Culture and diversity

April 2010

Professional

Using interpreters

A guide for GPs

Volume 39, No.4, April 2010 Pages 188-195

Christine Phillips

Background

Australia is one of the most multilingual countries in the world. In their working lives, all doctors will need to communicate with patients whose languages they do not speak.

Objective/s

To outline Australia’s system for providing interpreters for medical consultations, and to discuss optimal ways of working with these interpreters.

Discussion

Australia has the world’s largest free telephone interpreter service for doctors. All general practitioners claiming Medicare consultations can contact this service, quote a doctor code or Medicare provider number, and generally receive an interpreter within 3 minutes. Onsite interpreters can be booked if required. State and territory health services can also provide onsite and telephone interpreters. Despite this, interpreters are underused in Australia. Practices can improve their uptake of interpreters by establishing routine systems to contact interpreters when needed; however nation wide measures are also needed, including education and providing incentives through the Medicare fee structure. Decisions about when to contact an interpreter will be determined by patient or doctor request, the nature of the illness, and/or the subject of the consultation. The quality of interpreted consultations can be improved if the GP speaks slowly and speaks to the patient, not the interpreter; allows time for the interpreter to interpret the elements of the consultation to the patient; and remains in charge of the consultation. Information in many languages is now widely available on the internet, and can be a useful supplement to the interpreted consultation.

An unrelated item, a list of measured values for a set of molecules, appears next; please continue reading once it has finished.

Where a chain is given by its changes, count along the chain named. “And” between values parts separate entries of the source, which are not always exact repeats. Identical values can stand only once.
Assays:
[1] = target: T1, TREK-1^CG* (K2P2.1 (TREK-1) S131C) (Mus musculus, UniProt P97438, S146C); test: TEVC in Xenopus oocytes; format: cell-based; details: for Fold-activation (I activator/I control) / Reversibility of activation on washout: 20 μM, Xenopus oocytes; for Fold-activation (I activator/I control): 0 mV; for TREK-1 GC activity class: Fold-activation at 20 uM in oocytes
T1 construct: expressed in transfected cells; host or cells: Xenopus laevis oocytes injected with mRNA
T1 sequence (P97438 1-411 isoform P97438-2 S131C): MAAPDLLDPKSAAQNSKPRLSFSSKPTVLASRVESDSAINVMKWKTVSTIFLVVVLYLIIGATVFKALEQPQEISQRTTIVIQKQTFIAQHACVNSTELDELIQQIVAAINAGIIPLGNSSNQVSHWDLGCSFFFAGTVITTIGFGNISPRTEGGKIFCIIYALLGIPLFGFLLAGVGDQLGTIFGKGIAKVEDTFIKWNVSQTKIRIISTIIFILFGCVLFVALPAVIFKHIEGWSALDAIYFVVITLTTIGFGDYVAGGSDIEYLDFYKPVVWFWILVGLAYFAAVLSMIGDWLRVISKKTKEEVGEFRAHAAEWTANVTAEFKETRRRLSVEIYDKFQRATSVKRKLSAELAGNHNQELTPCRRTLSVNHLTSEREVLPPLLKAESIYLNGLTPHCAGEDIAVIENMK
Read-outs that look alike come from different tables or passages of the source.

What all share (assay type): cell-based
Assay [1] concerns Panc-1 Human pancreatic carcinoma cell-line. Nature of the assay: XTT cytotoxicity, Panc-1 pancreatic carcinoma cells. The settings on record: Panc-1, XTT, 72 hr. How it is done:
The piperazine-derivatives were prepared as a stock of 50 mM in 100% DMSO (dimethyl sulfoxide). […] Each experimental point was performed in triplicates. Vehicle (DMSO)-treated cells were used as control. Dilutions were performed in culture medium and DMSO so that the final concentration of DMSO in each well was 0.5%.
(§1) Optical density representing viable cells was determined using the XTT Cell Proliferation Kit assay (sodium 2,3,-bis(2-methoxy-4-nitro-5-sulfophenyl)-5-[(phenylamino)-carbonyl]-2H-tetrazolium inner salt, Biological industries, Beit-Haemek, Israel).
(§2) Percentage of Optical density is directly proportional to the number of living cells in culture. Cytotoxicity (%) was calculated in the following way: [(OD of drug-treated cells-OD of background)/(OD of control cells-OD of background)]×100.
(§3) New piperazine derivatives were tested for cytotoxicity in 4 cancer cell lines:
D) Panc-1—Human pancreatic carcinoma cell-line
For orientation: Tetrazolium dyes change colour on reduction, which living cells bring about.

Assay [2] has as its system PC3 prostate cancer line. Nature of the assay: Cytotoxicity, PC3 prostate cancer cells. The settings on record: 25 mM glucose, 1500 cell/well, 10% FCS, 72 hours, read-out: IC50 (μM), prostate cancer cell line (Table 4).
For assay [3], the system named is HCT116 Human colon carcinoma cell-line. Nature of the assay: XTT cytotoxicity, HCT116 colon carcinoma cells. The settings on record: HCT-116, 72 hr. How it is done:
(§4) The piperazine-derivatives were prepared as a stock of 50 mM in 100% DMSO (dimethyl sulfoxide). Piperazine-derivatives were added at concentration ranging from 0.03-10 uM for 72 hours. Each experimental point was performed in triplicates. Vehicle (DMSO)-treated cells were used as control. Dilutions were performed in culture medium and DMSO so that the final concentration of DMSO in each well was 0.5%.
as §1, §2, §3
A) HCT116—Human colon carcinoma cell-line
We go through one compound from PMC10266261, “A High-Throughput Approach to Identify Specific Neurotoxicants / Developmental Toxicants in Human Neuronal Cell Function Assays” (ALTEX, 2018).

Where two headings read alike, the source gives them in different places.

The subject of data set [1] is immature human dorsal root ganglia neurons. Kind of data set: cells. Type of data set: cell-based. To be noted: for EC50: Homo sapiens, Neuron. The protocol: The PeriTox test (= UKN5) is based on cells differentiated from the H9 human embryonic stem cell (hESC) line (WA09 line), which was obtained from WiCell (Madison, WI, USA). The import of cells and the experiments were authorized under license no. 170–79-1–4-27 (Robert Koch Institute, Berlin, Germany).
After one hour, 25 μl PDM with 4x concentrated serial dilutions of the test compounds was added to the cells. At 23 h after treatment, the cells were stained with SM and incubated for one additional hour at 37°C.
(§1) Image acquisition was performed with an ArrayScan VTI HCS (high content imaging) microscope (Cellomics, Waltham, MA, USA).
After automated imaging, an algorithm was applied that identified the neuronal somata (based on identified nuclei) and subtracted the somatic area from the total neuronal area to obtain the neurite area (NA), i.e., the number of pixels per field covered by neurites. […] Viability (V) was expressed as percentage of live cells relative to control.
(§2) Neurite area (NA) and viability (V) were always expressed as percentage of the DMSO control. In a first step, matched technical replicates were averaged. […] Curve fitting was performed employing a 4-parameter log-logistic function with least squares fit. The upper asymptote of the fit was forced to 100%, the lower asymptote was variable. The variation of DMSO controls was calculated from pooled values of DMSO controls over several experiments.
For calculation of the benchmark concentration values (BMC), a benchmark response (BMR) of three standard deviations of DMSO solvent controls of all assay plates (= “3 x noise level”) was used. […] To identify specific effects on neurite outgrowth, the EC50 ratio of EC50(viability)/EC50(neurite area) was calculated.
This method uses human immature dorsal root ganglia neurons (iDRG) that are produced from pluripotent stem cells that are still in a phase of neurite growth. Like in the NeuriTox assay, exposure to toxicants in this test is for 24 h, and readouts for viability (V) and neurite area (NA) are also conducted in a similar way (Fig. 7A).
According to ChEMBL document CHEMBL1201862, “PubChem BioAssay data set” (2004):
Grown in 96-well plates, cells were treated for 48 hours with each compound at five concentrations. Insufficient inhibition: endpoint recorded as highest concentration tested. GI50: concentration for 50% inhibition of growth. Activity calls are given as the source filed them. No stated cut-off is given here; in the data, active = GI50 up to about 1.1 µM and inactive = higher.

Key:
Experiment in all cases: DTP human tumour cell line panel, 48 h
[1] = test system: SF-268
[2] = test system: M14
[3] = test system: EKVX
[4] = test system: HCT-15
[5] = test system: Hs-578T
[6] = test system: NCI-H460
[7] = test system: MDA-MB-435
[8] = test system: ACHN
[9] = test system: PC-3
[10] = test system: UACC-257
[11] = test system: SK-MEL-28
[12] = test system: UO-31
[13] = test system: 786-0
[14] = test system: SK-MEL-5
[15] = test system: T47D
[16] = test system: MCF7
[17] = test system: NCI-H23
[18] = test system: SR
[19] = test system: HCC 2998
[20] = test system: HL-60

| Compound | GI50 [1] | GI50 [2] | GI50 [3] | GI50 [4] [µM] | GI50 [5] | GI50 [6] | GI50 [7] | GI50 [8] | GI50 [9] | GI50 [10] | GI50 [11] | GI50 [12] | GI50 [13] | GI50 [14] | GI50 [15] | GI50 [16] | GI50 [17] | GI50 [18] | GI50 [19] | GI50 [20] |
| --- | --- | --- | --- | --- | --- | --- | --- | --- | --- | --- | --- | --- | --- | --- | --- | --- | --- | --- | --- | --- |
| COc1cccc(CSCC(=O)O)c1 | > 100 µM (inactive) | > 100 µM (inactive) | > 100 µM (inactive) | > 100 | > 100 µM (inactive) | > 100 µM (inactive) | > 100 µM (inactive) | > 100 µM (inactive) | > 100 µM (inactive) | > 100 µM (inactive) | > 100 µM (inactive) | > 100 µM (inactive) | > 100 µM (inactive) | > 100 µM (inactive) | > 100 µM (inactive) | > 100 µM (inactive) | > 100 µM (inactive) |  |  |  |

Australia is one of the most multilingual countries in the world, but also one of the most monolingual. Four out of 5 Australians speak only English; but among the 20% who speak another language, 400 languages are spoken.1 Although Australia has many bilingual doctors, nearly 80% of consultations are conducted in English, and only 3% of general practitioners conduct more than half their consultations in a language other than English.2 The diversity of languages exceeds the capacity of any doctor to communicate with all patients using his or her own language skills.

Download the PDF for the full article.

Correspondence afp@racgp.org.au

Yes     No

Declaration of competing interests *

Yes No

Additional Author (remove)

Yes No

    

 

 

 

 

Competing Interests: 

Your comment is being submitted, please wait

 

Download citation in RIS format (EndNote, Zotero, RefMan, RefWorks)

Download citation in BIBTEX format (RefMan)

Download citation in REFER format (EndNote, Zotero, RefMan, RefWorks)

For more information see Wikipedia: Comparison of reference management software